Microsoft's Elop defends Android-based Nokia X phones

Summary:It's looking increasingly likely that Microsoft has no intentions of dumping the Android-based Nokia X phones that Nokia introduced just before its handset business became part of Microsoft.

Any Windows Phone fans hoping Microsoft might decide to kill off the Android-based Nokia X phones once Microsoft acquired Nokia's handset business are looking likely to be disappointed.

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On the first day of his first week back at Microsoft , Stephen Elop, the former Nokia CEO and new chief of Microsoft's Devices unit, defended the decision to bring those phones to market. During an Ask Me Anything (AMA) session on April 28, Elop indicated that the Nokia X phones aren't going to be discontinued.

I had guessed Microsoft would keep, not kill off, the Nokia X phones, which are built on top of the Android Open Source Project build of Android. And increasingly it is looking like this is, indeed, the case.

"Microsoft acquired the mobile phones business, inclusive of Nokia X, to help connect the next billion people to Microsoft's services," Elop told a questioner. "Nokia X uses the MSFT cloud, not Google's. This is a great opportunity to connect new customers to Skype, Outlook.com and OneDrive for the first time. We've already seen tens of thousands of new subscribers on MSFT services."

Elop's remarks echoed those of Terry Myerson, the head of Microsoft's operating systems group. When I asked Myerson recently about Microsoft's plans for Nokia X, Myerson told me "I think that the thing to focus (on) is they (Nokia X users) are Microsoft customers of our apps and services . And we will win them back to Windows."

Elop emphasized during the AMA that the developers who built Nokia custom apps, like Nokia Camera, Nokia MixRadio and Nokia TV, will continue to build these kinds of apps as employees of Microsoft.

Elop also reiterated what other Microsoft execs have said previously regarding Microsoft's intentions to continue to court other phone OEMs, even though it is now a phone manufacturer itself.

"It is GOOD for Microsoft to encourage other OEMs to also build WP devices, and there have been some announcements in this direction recently," Elop said. "Our intent is for the Microsoft Devices Group to 'make the market' so that others can participate, so we will be doing things to facilitate other OEMs as much as possible.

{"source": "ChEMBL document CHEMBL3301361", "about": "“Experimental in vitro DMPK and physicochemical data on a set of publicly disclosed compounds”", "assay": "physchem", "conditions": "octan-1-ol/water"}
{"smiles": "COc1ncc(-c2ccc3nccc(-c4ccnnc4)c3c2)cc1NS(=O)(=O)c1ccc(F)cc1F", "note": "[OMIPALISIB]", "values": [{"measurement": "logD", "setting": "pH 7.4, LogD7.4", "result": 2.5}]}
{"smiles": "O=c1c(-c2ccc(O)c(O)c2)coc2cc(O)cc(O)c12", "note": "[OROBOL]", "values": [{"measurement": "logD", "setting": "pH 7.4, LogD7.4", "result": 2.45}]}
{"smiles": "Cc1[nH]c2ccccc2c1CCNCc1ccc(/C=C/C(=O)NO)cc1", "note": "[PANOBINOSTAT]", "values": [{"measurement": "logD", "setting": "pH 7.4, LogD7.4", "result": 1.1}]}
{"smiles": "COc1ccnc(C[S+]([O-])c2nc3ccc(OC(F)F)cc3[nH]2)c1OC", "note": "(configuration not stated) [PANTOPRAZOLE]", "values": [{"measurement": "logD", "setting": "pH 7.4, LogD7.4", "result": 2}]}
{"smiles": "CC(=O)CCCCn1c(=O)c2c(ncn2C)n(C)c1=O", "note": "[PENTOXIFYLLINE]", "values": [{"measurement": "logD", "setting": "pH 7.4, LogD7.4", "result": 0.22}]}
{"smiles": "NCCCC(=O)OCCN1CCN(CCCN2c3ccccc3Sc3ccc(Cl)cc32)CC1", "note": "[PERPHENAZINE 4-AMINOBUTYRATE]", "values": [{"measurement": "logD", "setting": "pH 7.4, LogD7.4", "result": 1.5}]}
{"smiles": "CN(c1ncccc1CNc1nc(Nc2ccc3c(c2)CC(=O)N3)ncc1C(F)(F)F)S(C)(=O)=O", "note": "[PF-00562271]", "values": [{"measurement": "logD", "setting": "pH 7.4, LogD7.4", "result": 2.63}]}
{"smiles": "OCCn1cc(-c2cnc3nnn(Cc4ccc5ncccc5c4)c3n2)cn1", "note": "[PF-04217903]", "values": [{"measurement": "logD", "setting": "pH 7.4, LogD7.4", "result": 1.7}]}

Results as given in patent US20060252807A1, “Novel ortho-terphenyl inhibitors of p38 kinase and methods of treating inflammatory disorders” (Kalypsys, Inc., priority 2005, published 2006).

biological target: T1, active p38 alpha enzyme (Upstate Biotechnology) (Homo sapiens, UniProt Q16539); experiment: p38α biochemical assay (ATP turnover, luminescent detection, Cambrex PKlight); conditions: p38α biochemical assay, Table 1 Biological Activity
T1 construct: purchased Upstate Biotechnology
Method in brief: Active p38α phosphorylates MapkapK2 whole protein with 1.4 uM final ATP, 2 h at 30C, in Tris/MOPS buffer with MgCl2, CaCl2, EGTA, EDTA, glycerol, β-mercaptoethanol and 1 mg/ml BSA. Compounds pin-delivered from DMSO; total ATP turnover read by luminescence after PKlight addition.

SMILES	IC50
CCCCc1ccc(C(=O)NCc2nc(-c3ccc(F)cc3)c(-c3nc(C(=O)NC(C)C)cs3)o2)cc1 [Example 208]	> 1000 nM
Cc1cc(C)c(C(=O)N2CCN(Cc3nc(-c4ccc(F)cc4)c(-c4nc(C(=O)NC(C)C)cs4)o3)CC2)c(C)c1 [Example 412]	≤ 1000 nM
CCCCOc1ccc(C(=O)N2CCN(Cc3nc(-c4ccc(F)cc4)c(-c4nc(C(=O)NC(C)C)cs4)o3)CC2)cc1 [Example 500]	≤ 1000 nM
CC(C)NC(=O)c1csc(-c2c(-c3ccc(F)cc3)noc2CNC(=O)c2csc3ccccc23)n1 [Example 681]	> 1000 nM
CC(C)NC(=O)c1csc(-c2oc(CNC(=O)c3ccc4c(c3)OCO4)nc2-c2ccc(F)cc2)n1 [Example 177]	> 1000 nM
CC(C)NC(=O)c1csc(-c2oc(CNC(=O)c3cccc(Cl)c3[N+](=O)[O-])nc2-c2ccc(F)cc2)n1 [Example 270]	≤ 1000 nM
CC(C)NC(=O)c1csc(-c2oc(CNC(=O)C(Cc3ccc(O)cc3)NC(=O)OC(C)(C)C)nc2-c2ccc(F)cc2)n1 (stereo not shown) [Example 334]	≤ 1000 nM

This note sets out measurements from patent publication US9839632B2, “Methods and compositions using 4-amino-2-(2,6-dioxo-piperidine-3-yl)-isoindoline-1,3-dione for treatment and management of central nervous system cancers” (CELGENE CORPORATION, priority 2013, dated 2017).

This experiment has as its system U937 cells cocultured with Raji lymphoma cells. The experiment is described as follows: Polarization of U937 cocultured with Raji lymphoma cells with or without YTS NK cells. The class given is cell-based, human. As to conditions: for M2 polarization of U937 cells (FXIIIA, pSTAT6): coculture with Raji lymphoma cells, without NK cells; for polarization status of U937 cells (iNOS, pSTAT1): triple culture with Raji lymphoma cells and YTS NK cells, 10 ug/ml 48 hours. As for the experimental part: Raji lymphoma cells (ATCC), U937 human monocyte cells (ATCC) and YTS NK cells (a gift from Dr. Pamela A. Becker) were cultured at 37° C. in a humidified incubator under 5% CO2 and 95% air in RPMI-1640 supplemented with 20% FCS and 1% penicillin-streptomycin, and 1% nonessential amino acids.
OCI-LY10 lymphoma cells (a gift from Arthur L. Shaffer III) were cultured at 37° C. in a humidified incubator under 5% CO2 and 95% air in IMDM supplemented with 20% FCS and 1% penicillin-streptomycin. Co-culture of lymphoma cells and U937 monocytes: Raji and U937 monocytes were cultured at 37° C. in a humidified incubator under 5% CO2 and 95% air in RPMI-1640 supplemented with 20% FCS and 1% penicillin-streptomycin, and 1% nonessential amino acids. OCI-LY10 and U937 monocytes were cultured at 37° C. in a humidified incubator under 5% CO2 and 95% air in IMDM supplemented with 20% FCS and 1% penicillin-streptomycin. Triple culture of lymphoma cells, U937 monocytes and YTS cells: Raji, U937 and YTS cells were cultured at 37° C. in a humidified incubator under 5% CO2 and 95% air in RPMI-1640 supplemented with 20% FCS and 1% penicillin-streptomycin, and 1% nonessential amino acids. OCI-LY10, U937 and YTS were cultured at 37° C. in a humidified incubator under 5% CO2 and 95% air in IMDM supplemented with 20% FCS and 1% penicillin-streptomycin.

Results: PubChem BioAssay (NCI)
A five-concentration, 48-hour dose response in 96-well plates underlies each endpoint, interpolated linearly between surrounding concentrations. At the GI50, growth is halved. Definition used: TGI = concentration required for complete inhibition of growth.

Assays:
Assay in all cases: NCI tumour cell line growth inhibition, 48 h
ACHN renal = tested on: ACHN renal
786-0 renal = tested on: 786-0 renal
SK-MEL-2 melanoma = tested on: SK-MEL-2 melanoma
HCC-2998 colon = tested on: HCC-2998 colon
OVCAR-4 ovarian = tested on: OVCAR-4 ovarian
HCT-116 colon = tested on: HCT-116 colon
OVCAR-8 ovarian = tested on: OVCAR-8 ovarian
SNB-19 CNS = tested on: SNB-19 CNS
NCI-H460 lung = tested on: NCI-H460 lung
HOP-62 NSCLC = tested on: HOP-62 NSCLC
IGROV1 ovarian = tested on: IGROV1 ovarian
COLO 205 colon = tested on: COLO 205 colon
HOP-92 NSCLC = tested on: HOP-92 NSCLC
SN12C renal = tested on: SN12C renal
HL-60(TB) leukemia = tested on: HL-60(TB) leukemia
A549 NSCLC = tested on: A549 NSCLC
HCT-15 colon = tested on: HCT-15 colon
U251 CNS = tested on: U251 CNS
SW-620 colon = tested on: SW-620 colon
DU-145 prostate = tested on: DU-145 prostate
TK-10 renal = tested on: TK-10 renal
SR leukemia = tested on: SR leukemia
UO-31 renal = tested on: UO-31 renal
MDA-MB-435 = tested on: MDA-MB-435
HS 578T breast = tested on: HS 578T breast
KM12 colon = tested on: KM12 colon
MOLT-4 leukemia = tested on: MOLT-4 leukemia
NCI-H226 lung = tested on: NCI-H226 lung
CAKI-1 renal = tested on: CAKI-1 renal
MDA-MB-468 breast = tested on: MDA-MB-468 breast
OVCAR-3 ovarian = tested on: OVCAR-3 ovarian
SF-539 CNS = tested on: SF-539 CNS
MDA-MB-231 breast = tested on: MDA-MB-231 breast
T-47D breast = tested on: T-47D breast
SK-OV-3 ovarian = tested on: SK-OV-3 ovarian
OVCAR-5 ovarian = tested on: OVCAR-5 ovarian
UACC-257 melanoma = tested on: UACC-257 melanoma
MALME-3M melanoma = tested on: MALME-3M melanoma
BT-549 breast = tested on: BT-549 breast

Quite a few Nokia stalwarts still express a lot of hostility toward Elop for his decision to back the Windows Phone OS and eliminate Meego and Symbian. One questioner even dredged up the old " Elop as Trojan Horse" analogy during the session.

Instead of shying away, Elop answered a couple of the questions/rants about his decisions. He reiterated his position that Symbian and Meego just didn't seem viable.

"(W)e could not see a way that Symbian could be brought to a competitive level with, for example, the iPhone that had shipped THREE years earlier!" Elop said. "And the Meego effort was significantly delayed and did not have the promise of a broad enough portfolio soon enough. We had to make a forceful decision to give Nokia the chance to compete again."

He continued:

"As for the Trojan horse thing, I have only ever worked on behalf of and for the benefit of Nokia shareholders while at Nokia. Additionally, all fundamental business and strategy decisions were made with the support and approval of the Nokia board of directors, of which I was a member."

One questioner asked whether Nokia would continue to be a true global presence, especially in emerging markets, now that it is part of Microsoft.

"Both Nokia and Microsoft are global companies, but it turns out that our strengths are complementary," Elop said. "We have great strength in emerging markets while Microsoft has more strength in developed markets. I think this will work well together."

Nokia's handset business officially became part of Microsoft on April 25 , with 25,000 Nokia employees joining the Microsoft ranks as of that date.

Topics: Mobile OS, Android, Microsoft, Mobility, Nokia

About

Mary Jo Foley has covered the tech industry for 30 years for a variety of publications, including ZDNet, eWeek and Baseline. She is the author of Microsoft 2.0: How Microsoft plans to stay relevant in the post-Gates era (John Wiley & Sons, 2008). She also is the cohost of the "Windows Weekly" podcast on the TWiT network. Got a tip? Se... Full Bio

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